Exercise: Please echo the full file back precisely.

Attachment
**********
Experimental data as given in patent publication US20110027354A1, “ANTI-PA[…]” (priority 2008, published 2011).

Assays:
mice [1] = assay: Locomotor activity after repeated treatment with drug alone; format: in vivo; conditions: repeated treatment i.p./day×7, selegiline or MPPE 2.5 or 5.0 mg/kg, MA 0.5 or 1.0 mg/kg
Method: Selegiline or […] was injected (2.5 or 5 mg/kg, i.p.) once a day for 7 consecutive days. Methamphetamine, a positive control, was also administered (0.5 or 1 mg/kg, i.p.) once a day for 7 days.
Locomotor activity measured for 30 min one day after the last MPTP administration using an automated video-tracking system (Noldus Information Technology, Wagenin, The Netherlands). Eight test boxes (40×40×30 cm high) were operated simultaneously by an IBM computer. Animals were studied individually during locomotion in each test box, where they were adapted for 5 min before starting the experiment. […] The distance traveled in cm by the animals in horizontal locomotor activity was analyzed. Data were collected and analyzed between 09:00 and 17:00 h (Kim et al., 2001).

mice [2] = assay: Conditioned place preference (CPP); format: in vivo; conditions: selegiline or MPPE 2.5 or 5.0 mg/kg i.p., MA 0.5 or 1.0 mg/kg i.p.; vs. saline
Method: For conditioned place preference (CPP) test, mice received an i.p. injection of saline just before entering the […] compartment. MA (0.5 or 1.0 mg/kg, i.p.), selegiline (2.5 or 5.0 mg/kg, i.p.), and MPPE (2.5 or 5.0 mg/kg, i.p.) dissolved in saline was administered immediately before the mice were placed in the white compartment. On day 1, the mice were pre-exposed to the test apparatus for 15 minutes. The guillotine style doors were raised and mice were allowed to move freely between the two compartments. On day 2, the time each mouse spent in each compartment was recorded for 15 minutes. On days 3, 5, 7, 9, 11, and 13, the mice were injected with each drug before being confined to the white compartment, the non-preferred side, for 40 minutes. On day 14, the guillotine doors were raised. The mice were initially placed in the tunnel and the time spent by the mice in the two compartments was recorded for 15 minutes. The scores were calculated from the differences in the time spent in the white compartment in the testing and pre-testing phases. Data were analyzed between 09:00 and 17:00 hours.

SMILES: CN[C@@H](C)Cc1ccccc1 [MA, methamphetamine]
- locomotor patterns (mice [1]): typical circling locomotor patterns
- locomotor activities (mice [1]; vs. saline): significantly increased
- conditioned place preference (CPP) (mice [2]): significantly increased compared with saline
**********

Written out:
Experimental data as given in patent publication US20110027354A1, “ANTI-PA[…]” (priority 2008, published 2011).

Assays:
mice [1] = assay: Locomotor activity after repeated treatment with drug alone; format: in vivo; conditions: repeated treatment i.p./day×7, selegiline or MPPE 2.5 or 5.0 mg/kg, MA 0.5 or 1.0 mg/kg
Method: Selegiline or […] was injected (2.5 or 5 mg/kg, i.p.) once a day for 7 consecutive days. Methamphetamine, a positive control, was also administered (0.5 or 1 mg/kg, i.p.) once a day for 7 days.
Locomotor activity measured for 30 min one day after the last MPTP administration using an automated video-tracking system (Noldus Information Technology, Wagenin, The Netherlands). Eight test boxes (40×40×30 cm high) were operated simultaneously by an IBM computer. Animals were studied individually during locomotion in each test box, where they were adapted for 5 min before starting the experiment. […] The distance traveled in cm by the animals in horizontal locomotor activity was analyzed. Data were collected and analyzed between 09:00 and 17:00 h (Kim et al., 2001).

mice [2] = assay: Conditioned place preference (CPP); format: in vivo; conditions: selegiline or MPPE 2.5 or 5.0 mg/kg i.p., MA 0.5 or 1.0 mg/kg i.p.; vs. saline
Method: For conditioned place preference (CPP) test, mice received an i.p. injection of saline just before entering the […] compartment. MA (0.5 or 1.0 mg/kg, i.p.), selegiline (2.5 or 5.0 mg/kg, i.p.), and MPPE (2.5 or 5.0 mg/kg, i.p.) dissolved in saline was administered immediately before the mice were placed in the white compartment. On day 1, the mice were pre-exposed to the test apparatus for 15 minutes. The guillotine style doors were raised and mice were allowed to move freely between the two compartments. On day 2, the time each mouse spent in each compartment was recorded for 15 minutes. On days 3, 5, 7, 9, 11, and 13, the mice were injected with each drug before being confined to the white compartment, the non-preferred side, for 40 minutes. On day 14, the guillotine doors were raised. The mice were initially placed in the tunnel and the time spent by the mice in the two compartments was recorded for 15 minutes. The scores were calculated from the differences in the time spent in the white compartment in the testing and pre-testing phases. Data were analyzed between 09:00 and 17:00 hours.

SMILES: CN[C@@H](C)Cc1ccccc1 [MA, methamphetamine]
- locomotor patterns (mice [1]): typical circling locomotor patterns
- locomotor activities (mice [1]; vs. saline): significantly increased
- conditioned place preference (CPP) (mice [2]): significantly increased compared with saline